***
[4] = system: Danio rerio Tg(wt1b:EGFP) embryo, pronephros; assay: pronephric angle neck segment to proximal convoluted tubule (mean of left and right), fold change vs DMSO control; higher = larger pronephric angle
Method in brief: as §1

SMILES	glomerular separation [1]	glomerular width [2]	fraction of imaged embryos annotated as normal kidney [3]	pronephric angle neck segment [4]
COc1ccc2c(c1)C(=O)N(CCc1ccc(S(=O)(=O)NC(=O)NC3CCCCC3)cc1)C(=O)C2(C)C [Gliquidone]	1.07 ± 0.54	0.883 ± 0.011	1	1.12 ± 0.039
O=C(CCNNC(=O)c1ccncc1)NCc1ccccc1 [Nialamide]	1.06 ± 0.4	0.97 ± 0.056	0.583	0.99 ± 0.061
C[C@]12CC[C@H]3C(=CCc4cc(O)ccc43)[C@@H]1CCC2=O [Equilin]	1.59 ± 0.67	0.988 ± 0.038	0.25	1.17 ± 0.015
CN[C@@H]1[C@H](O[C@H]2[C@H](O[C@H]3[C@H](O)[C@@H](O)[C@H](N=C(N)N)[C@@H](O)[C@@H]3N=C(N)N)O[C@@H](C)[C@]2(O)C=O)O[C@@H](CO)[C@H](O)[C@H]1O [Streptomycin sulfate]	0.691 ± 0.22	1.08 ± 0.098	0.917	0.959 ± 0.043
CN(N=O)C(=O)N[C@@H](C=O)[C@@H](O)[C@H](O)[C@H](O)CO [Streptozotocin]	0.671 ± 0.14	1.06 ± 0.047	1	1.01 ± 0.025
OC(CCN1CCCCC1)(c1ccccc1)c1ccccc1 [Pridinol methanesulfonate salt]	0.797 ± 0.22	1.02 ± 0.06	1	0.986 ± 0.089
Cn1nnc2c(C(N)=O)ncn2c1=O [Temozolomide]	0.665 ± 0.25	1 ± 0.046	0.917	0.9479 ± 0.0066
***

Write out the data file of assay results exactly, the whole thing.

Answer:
[4] = system: Danio rerio Tg(wt1b:EGFP) embryo, pronephros; assay: pronephric angle neck segment to proximal convoluted tubule (mean of left and right), fold change vs DMSO control; higher = larger pronephric angle
Method in brief: as §1

SMILES	glomerular separation [1]	glomerular width [2]	fraction of imaged embryos annotated as normal kidney [3]	pronephric angle neck segment [4]
COc1ccc2c(c1)C(=O)N(CCc1ccc(S(=O)(=O)NC(=O)NC3CCCCC3)cc1)C(=O)C2(C)C [Gliquidone]	1.07 ± 0.54	0.883 ± 0.011	1	1.12 ± 0.039
O=C(CCNNC(=O)c1ccncc1)NCc1ccccc1 [Nialamide]	1.06 ± 0.4	0.97 ± 0.056	0.583	0.99 ± 0.061
C[C@]12CC[C@H]3C(=CCc4cc(O)ccc43)[C@@H]1CCC2=O [Equilin]	1.59 ± 0.67	0.988 ± 0.038	0.25	1.17 ± 0.015
CN[C@@H]1[C@H](O[C@H]2[C@H](O[C@H]3[C@H](O)[C@@H](O)[C@H](N=C(N)N)[C@@H](O)[C@@H]3N=C(N)N)O[C@@H](C)[C@]2(O)C=O)O[C@@H](CO)[C@H](O)[C@H]1O [Streptomycin sulfate]	0.691 ± 0.22	1.08 ± 0.098	0.917	0.959 ± 0.043
CN(N=O)C(=O)N[C@@H](C=O)[C@@H](O)[C@H](O)[C@H](O)CO [Streptozotocin]	0.671 ± 0.14	1.06 ± 0.047	1	1.01 ± 0.025
OC(CCN1CCCCC1)(c1ccccc1)c1ccccc1 [Pridinol methanesulfonate salt]	0.797 ± 0.22	1.02 ± 0.06	1	0.986 ± 0.089
Cn1nnc2c(C(N)=O)ncn2c1=O [Temozolomide]	0.665 ± 0.25	1 ± 0.046	0.917	0.9479 ± 0.0066